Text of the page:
Canada’s Visa War

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Windows of the Parliament

Windows of the Parliament

The new is everywhere in the immigrants community: as of July 13th 2009, Canada imposed a visa on Mexico and Czech Republic nationals visiting the country.

Ottawa, July 13, 2009 — Beginning 12:01 a.m. EDT on July 14, 2009, Mexican nationals will require a visa to travel to Canada, Citizenship, Immigration and Multiculturalism Minister Jason Kenney announced today. For the first 48 hours, Mexican citizens may apply for entry on arrival in Canada. After 11:59 p.m. EDT July 15, 2009, a visa will be required.

Ottawa, July 13, 2009 —Beginning 12:01 a.m. EDT on July 14, 2009, Czech nationals will require a visa to travel to Canada, Citizenship, Immigration and Multiculturalism Minister Jason Kenney announced today. For the first 48 hours, Czech citizens may apply for entry on arrival in Canada. After 11:59 p.m. EDT July 15, 2009, a visa will be required.

The move was unilateral and very sudden. It was also somewhat unexpected and it is certainly huge troubles for the thousands of tourists that are now forced to apply for a visitor visa. About one hundred Mexicans with travel plans to Canada camped outside the Canadian embassy overnight Tuesday to get a chance to submit their visa applications, and it’s the same story in the Czech Republic.

Canada defends its position, saying Mexico and the Czech Republic are now the top two source countries for refugee claims, and that it’s spiraling out of control. Since the visa restrictions were lifted in 2007, nearly 3,000 claims have been filed by Czech nationals, compared with less than five in 2006. And Mexican nationals represented 25 per cent of all claims received in 2008.

Both countries are angry with Canada’s sudden move. While the Czech Republic, which is a member of the European Union, can not unilaterally impose a visa requirement on Canadians, I was wondering if Mexico was likely to impose a visa requirement on Canadians. Officials say they will not, but you never know when a “visa war” starts.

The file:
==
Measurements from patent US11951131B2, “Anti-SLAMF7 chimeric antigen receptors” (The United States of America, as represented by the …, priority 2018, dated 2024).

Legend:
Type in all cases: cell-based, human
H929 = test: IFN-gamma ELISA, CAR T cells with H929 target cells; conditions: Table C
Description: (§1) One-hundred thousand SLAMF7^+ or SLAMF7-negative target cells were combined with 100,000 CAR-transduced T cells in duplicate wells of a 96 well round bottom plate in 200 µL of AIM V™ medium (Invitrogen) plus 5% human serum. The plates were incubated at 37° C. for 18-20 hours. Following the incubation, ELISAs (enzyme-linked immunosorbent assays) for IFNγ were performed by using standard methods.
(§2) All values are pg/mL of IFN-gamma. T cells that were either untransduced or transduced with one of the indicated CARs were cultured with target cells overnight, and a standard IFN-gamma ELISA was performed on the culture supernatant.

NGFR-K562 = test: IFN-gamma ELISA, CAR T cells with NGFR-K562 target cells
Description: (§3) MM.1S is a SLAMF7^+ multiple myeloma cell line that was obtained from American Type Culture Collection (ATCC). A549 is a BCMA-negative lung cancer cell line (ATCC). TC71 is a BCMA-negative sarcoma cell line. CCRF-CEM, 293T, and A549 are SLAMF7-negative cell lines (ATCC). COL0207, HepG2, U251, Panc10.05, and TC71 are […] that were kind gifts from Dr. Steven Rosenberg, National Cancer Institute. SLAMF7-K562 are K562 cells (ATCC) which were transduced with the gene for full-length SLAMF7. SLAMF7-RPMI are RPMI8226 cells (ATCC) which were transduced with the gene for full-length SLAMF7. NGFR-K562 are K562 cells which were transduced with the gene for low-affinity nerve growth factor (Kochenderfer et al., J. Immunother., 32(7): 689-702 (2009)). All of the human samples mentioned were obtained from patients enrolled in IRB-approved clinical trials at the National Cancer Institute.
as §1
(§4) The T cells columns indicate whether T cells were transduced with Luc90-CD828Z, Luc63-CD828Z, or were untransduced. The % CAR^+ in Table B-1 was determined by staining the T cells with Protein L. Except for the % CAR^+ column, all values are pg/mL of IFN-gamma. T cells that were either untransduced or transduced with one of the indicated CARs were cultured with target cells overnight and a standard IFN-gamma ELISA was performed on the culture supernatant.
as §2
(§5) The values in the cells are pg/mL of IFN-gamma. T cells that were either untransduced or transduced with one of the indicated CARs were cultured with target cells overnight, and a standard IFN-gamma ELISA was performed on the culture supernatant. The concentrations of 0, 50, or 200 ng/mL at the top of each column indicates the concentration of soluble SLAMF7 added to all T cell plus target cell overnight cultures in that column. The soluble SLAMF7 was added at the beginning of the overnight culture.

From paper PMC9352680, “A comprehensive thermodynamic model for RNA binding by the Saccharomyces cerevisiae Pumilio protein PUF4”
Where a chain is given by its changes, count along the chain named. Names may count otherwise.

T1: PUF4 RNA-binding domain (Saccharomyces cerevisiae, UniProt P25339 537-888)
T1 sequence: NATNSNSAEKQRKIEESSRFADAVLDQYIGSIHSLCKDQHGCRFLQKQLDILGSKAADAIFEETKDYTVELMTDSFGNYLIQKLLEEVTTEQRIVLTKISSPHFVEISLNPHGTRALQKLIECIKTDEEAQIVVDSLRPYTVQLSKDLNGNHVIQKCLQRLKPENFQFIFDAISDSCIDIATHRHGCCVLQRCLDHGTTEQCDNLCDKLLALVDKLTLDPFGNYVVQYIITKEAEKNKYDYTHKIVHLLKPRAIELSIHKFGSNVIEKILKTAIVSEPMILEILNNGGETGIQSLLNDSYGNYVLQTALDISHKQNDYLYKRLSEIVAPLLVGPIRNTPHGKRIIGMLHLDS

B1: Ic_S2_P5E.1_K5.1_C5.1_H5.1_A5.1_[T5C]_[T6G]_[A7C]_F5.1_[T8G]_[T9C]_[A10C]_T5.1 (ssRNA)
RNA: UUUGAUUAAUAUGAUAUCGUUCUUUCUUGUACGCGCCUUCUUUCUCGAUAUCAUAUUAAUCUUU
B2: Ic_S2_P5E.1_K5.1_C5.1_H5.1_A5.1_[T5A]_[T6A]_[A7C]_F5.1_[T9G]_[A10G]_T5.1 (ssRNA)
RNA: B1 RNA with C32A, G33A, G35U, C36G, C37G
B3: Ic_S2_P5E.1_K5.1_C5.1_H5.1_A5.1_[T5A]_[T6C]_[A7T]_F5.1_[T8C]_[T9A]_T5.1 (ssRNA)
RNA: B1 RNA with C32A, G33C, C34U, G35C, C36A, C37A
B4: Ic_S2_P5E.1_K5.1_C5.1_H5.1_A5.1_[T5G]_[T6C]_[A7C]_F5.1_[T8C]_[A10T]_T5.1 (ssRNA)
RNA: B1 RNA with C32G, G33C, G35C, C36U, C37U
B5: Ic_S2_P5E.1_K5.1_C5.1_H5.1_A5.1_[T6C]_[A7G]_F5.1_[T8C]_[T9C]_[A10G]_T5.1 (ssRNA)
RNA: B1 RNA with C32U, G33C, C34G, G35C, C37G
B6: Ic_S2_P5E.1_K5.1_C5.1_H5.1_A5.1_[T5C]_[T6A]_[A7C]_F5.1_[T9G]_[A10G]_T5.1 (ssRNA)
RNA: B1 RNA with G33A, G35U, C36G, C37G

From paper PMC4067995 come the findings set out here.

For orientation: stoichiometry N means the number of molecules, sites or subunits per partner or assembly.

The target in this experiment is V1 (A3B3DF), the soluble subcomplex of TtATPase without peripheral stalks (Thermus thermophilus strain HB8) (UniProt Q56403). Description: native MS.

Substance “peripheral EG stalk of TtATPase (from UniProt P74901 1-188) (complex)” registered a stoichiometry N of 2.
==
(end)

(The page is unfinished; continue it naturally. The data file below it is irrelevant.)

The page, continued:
Over 90% of the refugee claims from Mexican nationals are rejected, because these claimants are economic migrants from the middle class and do not qualify as asylum seekers. As for the Czech Republic asylum seekers, most of them are Romas (Gypsies). While it is not questioned that they are suffering from various forms of discrimination, it does not necessarily qualified them as refugees according to the international definition.

Applying for a visitor visa is notoriously tricky, since applicants must demonstrate their visit to Canada is temporary, that they will not overstay their time in Canada, that they have enough money to cover their stay in Canada, that they are in good health, that they do not have a criminal record, and are not a security risk to Canadians. These requirements are sometimes very subjective… leading to a possible refusal, with no chance of appeal.

As a traveler myself, I see these visa restrictions as huge burdens. I can imagine Mexicans and Czech’s frustration as they are trying to apply for visa, just wanting to visit Canada.

But as a former immigrant, I can somehow understand Canada’s bold move. Canada has a pretty good immigration system. You can apply in a few categories, such as the skilled worker category or the family class. The refugee system was designed to Canada “offers refugee protection to people who fear persecution or whose removal from Canada would subject them to a danger of torture, a risk to their life or a risk of cruel and unusual treatment or punishment“. Mexico nationals and Czech Republic’s Roma may face issues in their home country, but most of their refugee applications are doomed to fail, because the system was simply not design to let the victims of social issues in.

Most countries which have a refugee system label a number of countries as “safe”, which means that applications coming from these countries’ nationals are not even considered. For example, some countries don’t consider applications from French, British citizens etc. which sounds pretty logic. But Canada will process refugee claims as long as the person reaches the port of entry. Hence the initial problem… Officials report that on flights from Prague, sometimes all the passengers would make a refugee claim upon arriving in Canada!